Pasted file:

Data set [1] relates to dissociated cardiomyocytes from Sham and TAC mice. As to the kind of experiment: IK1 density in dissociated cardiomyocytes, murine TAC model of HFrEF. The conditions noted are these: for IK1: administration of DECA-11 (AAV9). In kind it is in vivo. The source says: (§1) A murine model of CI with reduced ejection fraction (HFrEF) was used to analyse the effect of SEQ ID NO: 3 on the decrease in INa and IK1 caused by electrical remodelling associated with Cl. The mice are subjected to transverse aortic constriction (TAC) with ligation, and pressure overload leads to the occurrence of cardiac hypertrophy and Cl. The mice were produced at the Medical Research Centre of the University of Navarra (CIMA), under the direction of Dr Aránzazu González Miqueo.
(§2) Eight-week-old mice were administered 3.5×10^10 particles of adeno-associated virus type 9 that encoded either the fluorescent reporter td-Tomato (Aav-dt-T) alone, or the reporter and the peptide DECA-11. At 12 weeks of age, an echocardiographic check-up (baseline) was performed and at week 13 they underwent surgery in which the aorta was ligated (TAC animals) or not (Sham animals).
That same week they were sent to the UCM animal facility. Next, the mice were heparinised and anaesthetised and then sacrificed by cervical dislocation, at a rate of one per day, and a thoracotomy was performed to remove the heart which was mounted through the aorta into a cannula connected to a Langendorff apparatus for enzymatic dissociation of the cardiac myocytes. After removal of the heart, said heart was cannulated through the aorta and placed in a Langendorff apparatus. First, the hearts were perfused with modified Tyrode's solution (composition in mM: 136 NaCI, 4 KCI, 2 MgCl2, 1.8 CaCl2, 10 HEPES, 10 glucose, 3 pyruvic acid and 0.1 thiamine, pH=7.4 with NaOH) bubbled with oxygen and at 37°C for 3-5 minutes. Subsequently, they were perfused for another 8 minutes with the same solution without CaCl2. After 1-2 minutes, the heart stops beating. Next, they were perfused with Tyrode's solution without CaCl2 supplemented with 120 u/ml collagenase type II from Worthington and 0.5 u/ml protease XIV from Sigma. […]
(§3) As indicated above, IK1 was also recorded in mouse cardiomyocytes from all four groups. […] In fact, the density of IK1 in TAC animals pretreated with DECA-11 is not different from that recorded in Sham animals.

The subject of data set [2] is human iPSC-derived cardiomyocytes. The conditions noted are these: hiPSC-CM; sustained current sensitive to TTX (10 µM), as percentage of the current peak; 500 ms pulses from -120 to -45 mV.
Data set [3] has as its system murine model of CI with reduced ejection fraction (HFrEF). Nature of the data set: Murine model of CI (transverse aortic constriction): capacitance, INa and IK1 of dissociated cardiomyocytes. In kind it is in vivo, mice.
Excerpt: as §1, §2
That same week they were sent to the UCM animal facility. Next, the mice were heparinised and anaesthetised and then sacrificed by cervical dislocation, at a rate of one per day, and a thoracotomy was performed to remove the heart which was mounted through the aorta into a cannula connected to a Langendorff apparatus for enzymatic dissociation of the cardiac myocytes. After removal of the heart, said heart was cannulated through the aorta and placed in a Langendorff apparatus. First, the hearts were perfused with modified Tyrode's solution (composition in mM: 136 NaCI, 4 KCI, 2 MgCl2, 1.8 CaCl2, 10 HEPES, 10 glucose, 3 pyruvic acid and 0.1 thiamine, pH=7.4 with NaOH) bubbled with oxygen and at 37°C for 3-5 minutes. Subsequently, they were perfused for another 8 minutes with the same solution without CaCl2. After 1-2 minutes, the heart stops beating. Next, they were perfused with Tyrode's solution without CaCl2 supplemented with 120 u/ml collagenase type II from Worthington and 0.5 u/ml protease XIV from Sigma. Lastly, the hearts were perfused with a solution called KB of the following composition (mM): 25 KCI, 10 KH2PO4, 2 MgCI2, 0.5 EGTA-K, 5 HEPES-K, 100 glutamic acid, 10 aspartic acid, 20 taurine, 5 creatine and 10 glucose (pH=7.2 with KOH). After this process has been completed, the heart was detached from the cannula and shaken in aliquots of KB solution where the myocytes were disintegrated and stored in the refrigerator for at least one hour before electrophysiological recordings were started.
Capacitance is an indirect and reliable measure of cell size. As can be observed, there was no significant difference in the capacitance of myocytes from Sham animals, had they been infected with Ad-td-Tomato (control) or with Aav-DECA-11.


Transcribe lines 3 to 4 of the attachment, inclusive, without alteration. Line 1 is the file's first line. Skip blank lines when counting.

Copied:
That same week they were sent to the UCM animal facility. Next, the mice were heparinised and anaesthetised and then sacrificed by cervical dislocation, at a rate of one per day, and a thoracotomy was performed to remove the heart which was mounted through the aorta into a cannula connected to a Langendorff apparatus for enzymatic dissociation of the cardiac myocytes. After removal of the heart, said heart was cannulated through the aorta and placed in a Langendorff apparatus. First, the hearts were perfused with modified Tyrode's solution (composition in mM: 136 NaCI, 4 KCI, 2 MgCl2, 1.8 CaCl2, 10 HEPES, 10 glucose, 3 pyruvic acid and 0.1 thiamine, pH=7.4 with NaOH) bubbled with oxygen and at 37°C for 3-5 minutes. Subsequently, they were perfused for another 8 minutes with the same solution without CaCl2. After 1-2 minutes, the heart stops beating. Next, they were perfused with Tyrode's solution without CaCl2 supplemented with 120 u/ml collagenase type II from Worthington and 0.5 u/ml protease XIV from Sigma. […]
(§3) As indicated above, IK1 was also recorded in mouse cardiomyocytes from all four groups. […] In fact, the density of IK1 in TAC animals pretreated with DECA-11 is not different from that recorded in Sham animals.